Continue steadfastly in prayer, being watchful in it with thanksgiving. At the same time, pray also for us, that God may open to us a door for the word, to declare the mystery of Christ, on account of which I am in prison— that I may make it clear, which is how I ought to speak.
Walk in wisdom toward outsiders, making the best use of the time. Let your speech always be gracious, seasoned with salt, so that you may know how you ought to answer each person.
“Continue” is a significant word for Christians to highlight as the New Testament is read. Think of baptism as the beginning. Everything after that is continuing. And in this passage, prayer deserves that continued activity of faith. And in those prayers, we should watch to be certain thanksgiving is present. (Can you imagine thanking God too much?)
Paul expresses his interests in the prayers of Christians in Colossae. This is one of those several texts where the Holy Spirit gives us a window into the heart of Paul.
Consider all that Paul might have asked for. Pray that we are safe, well-fed, adequately supported, received with amazing hospitality, never criticized.
Instead Paul said, “…pray also for us, that God may open to us a door for the word, to declare the mystery of Christ, on account of which I am in prison, that I may make it clear, which is how I ought to speak.”
What emerges here is the apostle’s priority: Preaching the Word! And, do not miss how clear he is about being clear! He wanted to be so clear, people hearing him would understand the revelation of the “mystery of Christ.” [This is not a mystery hidden, but a mystery revealed; see Rom. 16:25-27.]
As Christians continue their walk with the Lord after baptism, they must “walk in wisdom toward outsiders.” There is an ongoing relationship we have with non-Christians. We interact with neighbors, co-workers and friends who are not committed to Christ. One part of our evangelistic outreach must be the testimony of our lives, the influence of our behavior and reactions. We are to be the light of the world.
Making the best use of the time, or in some translations this is worded, “redeeming the time.” Wouldn’t it be great to log on to Amazon and navigate to the “time department” and buy some extra hours or days? Or years!!
Dream on. What God expects of His people is, to wisely use the time He grants to us. We are charged in this passage to be good stewards of time. This involves the acceptance of the time the generous Creator gives us (with thanksgiving), then the use of that time with such devotion, we glorify Him and grow in our service to Christ.
Part of this good use of time is, “Let your speech always be gracious, seasoned with salt, so that you may know how you ought to answer each person.”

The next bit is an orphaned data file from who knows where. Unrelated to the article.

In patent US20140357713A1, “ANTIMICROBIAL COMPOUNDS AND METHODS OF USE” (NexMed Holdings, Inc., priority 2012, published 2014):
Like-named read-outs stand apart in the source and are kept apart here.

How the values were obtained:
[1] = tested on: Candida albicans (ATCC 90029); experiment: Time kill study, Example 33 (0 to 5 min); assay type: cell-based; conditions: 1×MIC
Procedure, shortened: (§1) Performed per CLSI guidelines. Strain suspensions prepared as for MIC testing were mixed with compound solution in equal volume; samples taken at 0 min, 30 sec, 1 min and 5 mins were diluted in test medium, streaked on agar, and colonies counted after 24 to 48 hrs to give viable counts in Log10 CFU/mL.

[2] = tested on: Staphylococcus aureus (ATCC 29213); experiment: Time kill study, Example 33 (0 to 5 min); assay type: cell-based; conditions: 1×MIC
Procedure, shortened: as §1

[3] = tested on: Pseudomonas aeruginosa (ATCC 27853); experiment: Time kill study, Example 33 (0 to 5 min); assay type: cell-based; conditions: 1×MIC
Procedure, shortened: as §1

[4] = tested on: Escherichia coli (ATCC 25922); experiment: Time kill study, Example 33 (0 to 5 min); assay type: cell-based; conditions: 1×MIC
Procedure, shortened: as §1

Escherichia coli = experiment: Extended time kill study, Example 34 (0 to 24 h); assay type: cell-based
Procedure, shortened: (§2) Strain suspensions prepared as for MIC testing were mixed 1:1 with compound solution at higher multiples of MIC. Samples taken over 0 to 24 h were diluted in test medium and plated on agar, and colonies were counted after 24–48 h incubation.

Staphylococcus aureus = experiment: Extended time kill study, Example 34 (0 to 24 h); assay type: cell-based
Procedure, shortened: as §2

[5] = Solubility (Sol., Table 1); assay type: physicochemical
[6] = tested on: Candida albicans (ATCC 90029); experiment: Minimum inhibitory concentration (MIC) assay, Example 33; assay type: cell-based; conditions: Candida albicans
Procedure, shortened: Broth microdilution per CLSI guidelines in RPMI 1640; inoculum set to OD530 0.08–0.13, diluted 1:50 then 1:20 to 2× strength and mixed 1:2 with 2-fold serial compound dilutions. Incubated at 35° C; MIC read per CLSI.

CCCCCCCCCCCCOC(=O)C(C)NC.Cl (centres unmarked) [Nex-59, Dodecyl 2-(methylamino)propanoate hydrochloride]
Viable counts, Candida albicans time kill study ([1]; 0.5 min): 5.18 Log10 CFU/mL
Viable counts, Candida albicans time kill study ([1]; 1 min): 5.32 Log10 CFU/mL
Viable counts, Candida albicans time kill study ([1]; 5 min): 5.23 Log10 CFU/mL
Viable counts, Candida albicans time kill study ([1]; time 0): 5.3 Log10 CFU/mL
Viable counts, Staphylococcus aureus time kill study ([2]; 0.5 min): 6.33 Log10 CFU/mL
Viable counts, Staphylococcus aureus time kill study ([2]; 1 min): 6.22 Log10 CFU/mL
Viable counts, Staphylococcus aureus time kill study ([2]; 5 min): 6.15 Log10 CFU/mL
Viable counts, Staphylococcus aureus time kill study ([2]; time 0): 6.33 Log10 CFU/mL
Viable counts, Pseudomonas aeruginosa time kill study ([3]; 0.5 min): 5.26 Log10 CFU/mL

Follow this carefully. If a generous Creator gives us time and all the other blessings we do not deserve, shouldn’t we be gracious in all that we think and say? No doubt.
“Seasoned with salt” is not salty language in the crude sense. It is speech that comes from those who are the salt of the earth. It seasons and makes pleasant and useful the various relationships and conversations we are part of. The responsibility is to “know how you ought to answer each person.” This is about thoughtful speech, not impulsive speech. Helpful, not hurtful. Spiritual, not carnal. Godly, not ungodly.
Continue in these things!
Hendricksen & Kistemaker: A further description of this kind of gracious speech is: seasoned with salt. Those whom the Lord calls “the salt of the earth” (Matt. 5:13; Mark 9:49, 50; Luke 14:34, 35) must not be insipid in their language. Salt prevents corruption. It is hard to believe that this idea was absent from the mind of Paul, for in the parallel passage he says, “Let no corrupt speech proceed from your mouth, but only such (speech) as is good for edification, as fits the need, that it may impart grace to those who hear” (Eph. 4:29). But not only does salt have preservative power. It also has pungency and flavor. Speech flavored with salt is, accordingly, not empty or insipid, but thought-provoking and worth-while. It is not a waste of time. Also, such speech does not repel. It attracts, has spiritual charm. Accordingly, it is distinctive: a Christian is known by his speech as well as by his conduct.
Now in their conversations believers must be mindful not only of the particular occasion that evokes their remarks but also of the person addressed. Hence, the apostle continues: so that you may know how to answer each individual. In other words, they should speak the right word at the right time to the right person. This reminds us of 1 Peter 3:15, “But in your hearts reverence Christ as Lord, always being ready to make a defense to anyone who asks you to give an account for the hope that is in you, yet with gentleness and reverence.” The Holy Spirit himself will help them to do this. Hence, they need not be frightened (Matt. 10:19, 20; Mark 13:11). Christ will give them a mouth and wisdom (Luke 21:14, 15).
Matthew Henry: No duties can be done aright, unless we persevere in fervent prayer, and watch therein with thanksgiving. The people are to pray particularly for their ministers. Believers are exhorted to right conduct towards unbelievers. Be careful in all converse with them, to do them good, and recommend religion by all fit means. Diligence in redeeming time, commends religion to the good opinion of others. Even what is only carelessness may cause a lasting prejudice against the truth. Let all discourse be discreet and seasonable, as becomes Christians. Though it be not always of grace, it must always be with grace. Though our discourse be of that which is common, yet it must be in a Christian manner. Grace is the salt which seasons our discourse, and keeps it from corrupting. It is not enough to answer what is asked, unless we answer aright also. 
From Expository Files 23.10; October 2016